Iraq Hangs Tough

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Go ahead, do your worst. Iraqi deputy prime minister Tariq Aziz had been expected to hold out an olive branch at an international press conference Thursday; instead, even as U.S. forces streamed into the Gulf region, the angry and defiant Iraqi spokesman said Baghdad would make no concessions. "Iraq has accepted a U.S. attack as a fait accompli," says TIME U.N. correspondent William Dowell. "They see it as the next step in their battle against sanctions. Iraq believes it can withstand U.S. attacks, and that pressure from Arab countries will eventually force Washington to back down."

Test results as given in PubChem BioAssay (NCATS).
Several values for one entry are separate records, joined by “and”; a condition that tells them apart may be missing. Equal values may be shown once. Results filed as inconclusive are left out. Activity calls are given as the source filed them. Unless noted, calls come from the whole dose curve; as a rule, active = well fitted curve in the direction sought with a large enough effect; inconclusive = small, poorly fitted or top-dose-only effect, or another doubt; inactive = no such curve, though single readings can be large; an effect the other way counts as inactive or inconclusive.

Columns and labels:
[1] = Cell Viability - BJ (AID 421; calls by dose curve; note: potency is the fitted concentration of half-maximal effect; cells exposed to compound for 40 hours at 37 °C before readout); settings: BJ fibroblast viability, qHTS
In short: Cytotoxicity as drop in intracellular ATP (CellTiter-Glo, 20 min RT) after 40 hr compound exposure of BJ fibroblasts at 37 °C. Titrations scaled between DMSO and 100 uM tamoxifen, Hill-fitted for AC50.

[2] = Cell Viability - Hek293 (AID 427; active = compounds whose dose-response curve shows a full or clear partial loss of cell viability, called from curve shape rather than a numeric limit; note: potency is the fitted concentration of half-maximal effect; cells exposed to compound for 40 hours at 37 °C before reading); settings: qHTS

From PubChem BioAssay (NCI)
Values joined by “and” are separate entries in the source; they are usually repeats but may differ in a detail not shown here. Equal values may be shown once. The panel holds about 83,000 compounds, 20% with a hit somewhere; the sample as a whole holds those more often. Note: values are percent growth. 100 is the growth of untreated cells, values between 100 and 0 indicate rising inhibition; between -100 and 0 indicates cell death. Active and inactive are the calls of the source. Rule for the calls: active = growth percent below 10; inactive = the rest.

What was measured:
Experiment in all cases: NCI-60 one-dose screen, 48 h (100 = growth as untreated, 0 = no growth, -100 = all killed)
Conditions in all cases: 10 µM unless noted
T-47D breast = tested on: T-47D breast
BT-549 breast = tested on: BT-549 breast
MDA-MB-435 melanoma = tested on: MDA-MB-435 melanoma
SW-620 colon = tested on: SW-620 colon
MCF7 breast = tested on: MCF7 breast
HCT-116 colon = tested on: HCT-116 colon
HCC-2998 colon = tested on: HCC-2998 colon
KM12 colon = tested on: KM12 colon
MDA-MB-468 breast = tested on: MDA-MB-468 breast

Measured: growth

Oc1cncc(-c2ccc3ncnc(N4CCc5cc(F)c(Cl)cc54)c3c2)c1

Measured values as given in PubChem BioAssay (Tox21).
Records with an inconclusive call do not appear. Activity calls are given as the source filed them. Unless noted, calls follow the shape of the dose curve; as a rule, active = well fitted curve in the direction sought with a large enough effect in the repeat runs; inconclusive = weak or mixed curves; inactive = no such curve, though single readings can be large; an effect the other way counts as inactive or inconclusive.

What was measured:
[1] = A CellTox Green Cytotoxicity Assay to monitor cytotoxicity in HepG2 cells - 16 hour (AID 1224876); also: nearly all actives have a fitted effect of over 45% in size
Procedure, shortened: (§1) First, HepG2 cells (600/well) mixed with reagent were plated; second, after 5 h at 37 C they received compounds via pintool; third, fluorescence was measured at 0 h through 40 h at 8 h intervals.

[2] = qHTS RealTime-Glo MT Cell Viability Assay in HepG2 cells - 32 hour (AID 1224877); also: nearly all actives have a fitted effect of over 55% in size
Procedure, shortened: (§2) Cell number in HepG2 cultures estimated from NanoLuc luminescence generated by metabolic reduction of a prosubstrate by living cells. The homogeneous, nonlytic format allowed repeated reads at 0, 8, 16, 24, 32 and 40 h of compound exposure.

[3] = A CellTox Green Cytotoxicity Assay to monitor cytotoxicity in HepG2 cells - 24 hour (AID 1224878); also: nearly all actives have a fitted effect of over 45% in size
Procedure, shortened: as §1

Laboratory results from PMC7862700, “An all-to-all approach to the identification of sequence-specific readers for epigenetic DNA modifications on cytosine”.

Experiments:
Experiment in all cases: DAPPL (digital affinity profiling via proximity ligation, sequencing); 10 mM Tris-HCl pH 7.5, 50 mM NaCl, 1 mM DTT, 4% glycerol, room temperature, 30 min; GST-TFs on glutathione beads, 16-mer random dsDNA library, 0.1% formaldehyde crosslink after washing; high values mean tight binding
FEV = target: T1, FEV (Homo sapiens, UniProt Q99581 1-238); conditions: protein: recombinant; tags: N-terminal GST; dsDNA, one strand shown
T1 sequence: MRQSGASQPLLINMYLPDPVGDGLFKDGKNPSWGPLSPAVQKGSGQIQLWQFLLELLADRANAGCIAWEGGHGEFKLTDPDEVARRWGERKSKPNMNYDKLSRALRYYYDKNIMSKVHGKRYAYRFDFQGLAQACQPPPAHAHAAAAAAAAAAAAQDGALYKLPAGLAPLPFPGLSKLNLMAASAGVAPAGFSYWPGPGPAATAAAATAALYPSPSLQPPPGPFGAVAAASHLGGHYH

Special Report"Iraq believes it's in a win-win situation," adds TIME Middle East bureau chief Scott MacLeod. "Their objective is to get sanctions lifted, and they believe that if there's a diplomatic solution or if they're attacked, they gain either way." So the future of the conflict may now depend less on whether or not Iraq is bombed than on what happens after it's bombed.